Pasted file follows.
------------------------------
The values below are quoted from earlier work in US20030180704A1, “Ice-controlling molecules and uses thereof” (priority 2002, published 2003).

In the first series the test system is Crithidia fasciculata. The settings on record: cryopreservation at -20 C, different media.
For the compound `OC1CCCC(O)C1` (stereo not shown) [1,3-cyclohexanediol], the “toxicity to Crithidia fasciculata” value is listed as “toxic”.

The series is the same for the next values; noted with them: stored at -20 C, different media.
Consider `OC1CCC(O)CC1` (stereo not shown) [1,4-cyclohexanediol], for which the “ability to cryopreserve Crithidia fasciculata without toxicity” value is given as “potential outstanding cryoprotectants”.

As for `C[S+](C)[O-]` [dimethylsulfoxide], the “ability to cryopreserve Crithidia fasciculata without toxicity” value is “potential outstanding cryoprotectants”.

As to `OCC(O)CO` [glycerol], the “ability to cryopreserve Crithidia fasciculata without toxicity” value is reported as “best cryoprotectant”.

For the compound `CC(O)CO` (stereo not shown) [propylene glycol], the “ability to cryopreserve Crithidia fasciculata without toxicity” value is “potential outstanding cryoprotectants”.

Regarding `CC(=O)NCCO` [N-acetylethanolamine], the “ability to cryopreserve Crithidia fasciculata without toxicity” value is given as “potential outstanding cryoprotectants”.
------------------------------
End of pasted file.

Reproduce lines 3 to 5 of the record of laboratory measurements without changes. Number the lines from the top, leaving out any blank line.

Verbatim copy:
For the compound `OC1CCCC(O)C1` (stereo not shown) [1,3-cyclohexanediol], the “toxicity to Crithidia fasciculata” value is listed as “toxic”.

The series is the same for the next values; noted with them: stored at -20 C, different media.
Consider `OC1CCC(O)CC1` (stereo not shown) [1,4-cyclohexanediol], for which the “ability to cryopreserve Crithidia fasciculata without toxicity” value is given as “potential outstanding cryoprotectants”.